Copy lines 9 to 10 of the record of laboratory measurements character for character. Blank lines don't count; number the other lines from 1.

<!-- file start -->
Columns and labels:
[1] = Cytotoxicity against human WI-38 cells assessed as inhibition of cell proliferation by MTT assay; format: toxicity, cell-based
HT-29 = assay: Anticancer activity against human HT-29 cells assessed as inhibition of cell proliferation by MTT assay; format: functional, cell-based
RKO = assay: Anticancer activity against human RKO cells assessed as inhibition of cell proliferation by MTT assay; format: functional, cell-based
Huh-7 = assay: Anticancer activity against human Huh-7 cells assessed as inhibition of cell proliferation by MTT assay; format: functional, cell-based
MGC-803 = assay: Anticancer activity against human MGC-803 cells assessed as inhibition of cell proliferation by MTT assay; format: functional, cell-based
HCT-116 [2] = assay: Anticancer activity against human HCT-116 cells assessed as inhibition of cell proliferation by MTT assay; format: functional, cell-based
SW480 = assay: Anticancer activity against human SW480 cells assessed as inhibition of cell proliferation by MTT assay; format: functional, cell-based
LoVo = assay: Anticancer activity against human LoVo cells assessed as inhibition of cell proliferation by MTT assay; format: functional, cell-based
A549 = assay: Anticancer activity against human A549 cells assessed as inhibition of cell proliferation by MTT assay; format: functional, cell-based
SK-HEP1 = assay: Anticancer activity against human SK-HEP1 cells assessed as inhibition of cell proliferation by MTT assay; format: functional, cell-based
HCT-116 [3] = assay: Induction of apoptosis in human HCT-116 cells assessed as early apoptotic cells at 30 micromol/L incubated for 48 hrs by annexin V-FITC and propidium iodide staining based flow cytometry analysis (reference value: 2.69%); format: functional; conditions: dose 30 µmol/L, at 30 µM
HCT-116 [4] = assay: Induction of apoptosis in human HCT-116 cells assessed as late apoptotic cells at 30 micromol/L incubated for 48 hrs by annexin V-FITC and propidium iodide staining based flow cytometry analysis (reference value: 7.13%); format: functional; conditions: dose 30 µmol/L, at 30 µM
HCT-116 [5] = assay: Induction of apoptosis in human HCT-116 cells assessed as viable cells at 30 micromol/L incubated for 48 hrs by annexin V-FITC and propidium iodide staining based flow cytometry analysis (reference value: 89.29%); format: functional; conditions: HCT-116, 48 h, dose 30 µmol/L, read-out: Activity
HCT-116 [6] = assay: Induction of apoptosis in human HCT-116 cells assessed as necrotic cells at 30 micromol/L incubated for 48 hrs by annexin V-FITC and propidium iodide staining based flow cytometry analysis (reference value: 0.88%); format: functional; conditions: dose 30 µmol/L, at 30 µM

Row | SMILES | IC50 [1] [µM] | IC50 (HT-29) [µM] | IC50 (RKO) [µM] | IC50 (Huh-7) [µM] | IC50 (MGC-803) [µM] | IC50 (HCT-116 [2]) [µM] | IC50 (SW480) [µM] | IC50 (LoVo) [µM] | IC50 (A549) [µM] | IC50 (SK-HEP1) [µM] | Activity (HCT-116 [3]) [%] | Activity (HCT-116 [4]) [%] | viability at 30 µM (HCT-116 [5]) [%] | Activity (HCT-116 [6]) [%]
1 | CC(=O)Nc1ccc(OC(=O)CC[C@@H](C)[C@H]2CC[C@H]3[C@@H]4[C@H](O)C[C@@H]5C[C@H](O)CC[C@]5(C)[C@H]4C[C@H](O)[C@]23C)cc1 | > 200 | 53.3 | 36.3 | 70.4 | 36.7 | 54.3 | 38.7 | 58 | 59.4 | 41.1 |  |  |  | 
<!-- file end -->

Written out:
LoVo = assay: Anticancer activity against human LoVo cells assessed as inhibition of cell proliferation by MTT assay; format: functional, cell-based
A549 = assay: Anticancer activity against human A549 cells assessed as inhibition of cell proliferation by MTT assay; format: functional, cell-based